The first Free Presbyterian Magazine, published in May 1896, is now available in PDF format at this link. More than 120 years old, it is of historical interest obviously. But also it is full of spiritually profitable material for today, and we could not recommend it more highly.
- The editorial of more than four pages explains the Magazine’s purpose and aims, against the backdrop of the formation of the Free Presbyterian Church of Scotland three years earlier, necessitated by the Free Church passing the Declaratory Act. That Act fundamentally altered the Free Church’s constitution, away from an unqualified adherence to the Westminster Confession of Faith as her subordinate standard, to an undefined “substance of the Reformed faith”. The need for the same witness against the compromised versions of the Reformed faith prevalent in our day is clear.
- There follows an edifying and instructive 19 page sermon by Rev D MacFarlane, then of Raasay, on the Lord’s promise in Exodus 33:14, “My presence shall go with thee, and I will give thee rest”. Mr MacFarlane was the only minister at the Free Church Assembly in 1893 to protest against the iniquitous Declaratory Act. In his sermon he states that a “disruption was pressed upon us in 1893 by the errors introduced into the church – a disruption for which there were graver reasons than those which caused the Disruption in 1843”. A particularly precious part of the sermon is where Moses is explained as a type of Christ the Mediator.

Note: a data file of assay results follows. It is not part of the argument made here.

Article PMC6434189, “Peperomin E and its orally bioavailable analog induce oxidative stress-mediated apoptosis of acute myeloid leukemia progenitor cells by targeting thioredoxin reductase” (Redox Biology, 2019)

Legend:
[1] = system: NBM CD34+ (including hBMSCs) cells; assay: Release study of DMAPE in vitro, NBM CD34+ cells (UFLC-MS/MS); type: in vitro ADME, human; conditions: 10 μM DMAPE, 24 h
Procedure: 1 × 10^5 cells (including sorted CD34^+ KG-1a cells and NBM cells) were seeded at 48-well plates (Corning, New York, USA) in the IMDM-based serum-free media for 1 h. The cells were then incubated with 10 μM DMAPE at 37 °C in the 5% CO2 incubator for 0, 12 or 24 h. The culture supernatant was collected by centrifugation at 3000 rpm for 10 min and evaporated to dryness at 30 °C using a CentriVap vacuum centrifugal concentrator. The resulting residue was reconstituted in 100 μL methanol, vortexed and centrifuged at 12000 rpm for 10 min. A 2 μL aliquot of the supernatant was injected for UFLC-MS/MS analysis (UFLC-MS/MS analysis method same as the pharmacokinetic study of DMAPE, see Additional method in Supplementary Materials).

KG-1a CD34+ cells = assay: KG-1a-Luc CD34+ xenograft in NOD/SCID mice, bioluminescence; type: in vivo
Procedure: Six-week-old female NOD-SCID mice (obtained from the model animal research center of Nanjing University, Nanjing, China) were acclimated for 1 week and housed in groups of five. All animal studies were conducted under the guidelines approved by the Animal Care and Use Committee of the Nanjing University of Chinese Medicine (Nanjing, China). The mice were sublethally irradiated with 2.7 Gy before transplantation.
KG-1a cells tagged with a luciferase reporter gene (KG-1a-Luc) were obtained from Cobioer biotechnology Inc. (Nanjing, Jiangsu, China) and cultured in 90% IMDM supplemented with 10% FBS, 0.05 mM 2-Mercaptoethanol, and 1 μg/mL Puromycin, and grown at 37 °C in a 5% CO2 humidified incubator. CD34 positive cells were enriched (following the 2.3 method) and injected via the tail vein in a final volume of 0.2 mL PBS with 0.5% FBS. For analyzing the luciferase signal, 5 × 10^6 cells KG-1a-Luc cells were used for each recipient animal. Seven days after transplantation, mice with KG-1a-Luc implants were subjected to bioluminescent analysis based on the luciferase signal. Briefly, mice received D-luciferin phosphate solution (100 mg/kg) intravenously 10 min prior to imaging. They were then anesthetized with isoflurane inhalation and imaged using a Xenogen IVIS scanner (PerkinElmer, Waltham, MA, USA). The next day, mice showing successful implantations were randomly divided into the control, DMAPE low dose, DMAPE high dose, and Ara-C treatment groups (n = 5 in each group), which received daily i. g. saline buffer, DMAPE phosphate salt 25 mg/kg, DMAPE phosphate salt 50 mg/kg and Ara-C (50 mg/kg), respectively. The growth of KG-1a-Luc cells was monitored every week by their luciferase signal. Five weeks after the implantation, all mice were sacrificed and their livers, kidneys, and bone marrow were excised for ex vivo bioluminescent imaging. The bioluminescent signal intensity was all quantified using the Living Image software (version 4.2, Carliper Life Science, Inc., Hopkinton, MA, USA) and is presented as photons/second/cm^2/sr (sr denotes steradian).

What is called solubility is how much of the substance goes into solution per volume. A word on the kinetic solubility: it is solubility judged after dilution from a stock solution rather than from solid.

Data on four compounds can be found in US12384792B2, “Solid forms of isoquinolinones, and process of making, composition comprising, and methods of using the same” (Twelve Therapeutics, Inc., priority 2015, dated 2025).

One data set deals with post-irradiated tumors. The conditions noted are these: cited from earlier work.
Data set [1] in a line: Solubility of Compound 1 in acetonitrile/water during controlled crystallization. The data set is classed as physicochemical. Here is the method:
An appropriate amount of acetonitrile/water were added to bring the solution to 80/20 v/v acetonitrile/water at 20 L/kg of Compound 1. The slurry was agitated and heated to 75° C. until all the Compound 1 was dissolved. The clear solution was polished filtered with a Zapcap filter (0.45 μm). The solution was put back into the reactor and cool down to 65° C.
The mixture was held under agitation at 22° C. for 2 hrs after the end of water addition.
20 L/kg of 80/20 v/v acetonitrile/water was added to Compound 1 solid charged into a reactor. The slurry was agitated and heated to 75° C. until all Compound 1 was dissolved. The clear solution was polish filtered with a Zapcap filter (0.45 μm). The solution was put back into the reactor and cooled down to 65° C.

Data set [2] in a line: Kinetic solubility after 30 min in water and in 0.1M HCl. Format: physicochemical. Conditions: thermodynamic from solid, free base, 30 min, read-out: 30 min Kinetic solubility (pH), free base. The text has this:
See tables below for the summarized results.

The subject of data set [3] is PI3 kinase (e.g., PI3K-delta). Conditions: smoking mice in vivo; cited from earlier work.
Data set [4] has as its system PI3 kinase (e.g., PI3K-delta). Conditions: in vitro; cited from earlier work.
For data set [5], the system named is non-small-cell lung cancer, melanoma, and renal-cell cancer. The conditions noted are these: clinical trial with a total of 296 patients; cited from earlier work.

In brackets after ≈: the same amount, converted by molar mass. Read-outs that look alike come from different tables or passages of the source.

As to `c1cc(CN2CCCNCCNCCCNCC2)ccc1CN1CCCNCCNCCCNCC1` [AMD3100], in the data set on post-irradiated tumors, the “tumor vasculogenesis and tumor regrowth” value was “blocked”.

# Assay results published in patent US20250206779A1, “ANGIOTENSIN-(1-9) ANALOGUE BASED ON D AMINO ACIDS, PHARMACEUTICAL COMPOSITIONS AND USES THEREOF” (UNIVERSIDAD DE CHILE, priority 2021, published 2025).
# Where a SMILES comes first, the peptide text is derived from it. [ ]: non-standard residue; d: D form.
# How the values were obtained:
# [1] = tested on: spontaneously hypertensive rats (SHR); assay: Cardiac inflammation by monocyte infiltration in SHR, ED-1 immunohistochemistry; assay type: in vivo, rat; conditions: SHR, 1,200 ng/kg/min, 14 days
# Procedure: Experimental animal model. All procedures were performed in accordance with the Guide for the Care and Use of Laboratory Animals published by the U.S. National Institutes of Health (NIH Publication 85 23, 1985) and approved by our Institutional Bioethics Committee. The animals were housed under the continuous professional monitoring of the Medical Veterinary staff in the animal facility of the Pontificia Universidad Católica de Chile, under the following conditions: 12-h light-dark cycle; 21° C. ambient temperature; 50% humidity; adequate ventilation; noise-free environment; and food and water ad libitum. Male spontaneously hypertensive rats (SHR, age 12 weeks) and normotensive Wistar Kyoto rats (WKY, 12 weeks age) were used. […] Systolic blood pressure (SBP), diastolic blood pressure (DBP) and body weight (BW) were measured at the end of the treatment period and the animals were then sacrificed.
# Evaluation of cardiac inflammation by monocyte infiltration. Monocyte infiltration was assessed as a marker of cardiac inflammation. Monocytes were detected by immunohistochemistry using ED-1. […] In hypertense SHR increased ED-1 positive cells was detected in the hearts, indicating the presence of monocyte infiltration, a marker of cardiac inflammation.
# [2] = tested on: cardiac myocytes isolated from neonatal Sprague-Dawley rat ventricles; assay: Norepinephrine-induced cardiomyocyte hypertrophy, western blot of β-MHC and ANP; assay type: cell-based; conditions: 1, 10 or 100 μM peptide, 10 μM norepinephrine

- The third article, “Inspired Psalmody”, rejects some of the specious arguments for uninspired hymns in the worship of God, and refutes objections to the exclusive use of the Psalms. The scriptural arguments for exclusive psalmody have been rehearsed so convincingly on so many occasions over the centuries, that it is astonishing that this attainment of the Church of Christ still meets with rejection by so many that claim subjection to the Head of the Church.
- Various notes and comments follow, including one deploring Parliament’s decision to open London’s museums and galleries on the Lord’s Day. “It confirms similar decisions made within recent years, and affords another opening for the Sabbath desecration which has become so prevalent in the present day.” How much more prevalent is it in our day! There is a telling note in the article: “We regret the almost universal use of the word Sunday, which is of heathen origin. The Sabbath is a name that fully expresses the character of the day, and has the supreme sanction of the Lord of the Sabbath.” Is the Free Presbyterian Church of Scotland now alone in contending for using only Sabbath or Lord’s Day for the first day of the week?
- The congregational notes are particularly interesting, recording the ordinations and inductions of Revs Neil Cameron, James S Sinclair and Roderick Mackenzie, and the progress being made with buildings in various places.
Our hope is that other early issues of the magazine will appear on the website over coming months. The whole first year of the magazine in a bound volume is available from the FP Bookroom, as are other early volumes. These old paths are the good way indeed. “Thus saith the Lord, Stand ye in the ways, and see, and ask for the old paths, where is the good way, and walk therein, and ye shall find rest for your souls” ( Jer 6:16).
Rev Keith M Watkins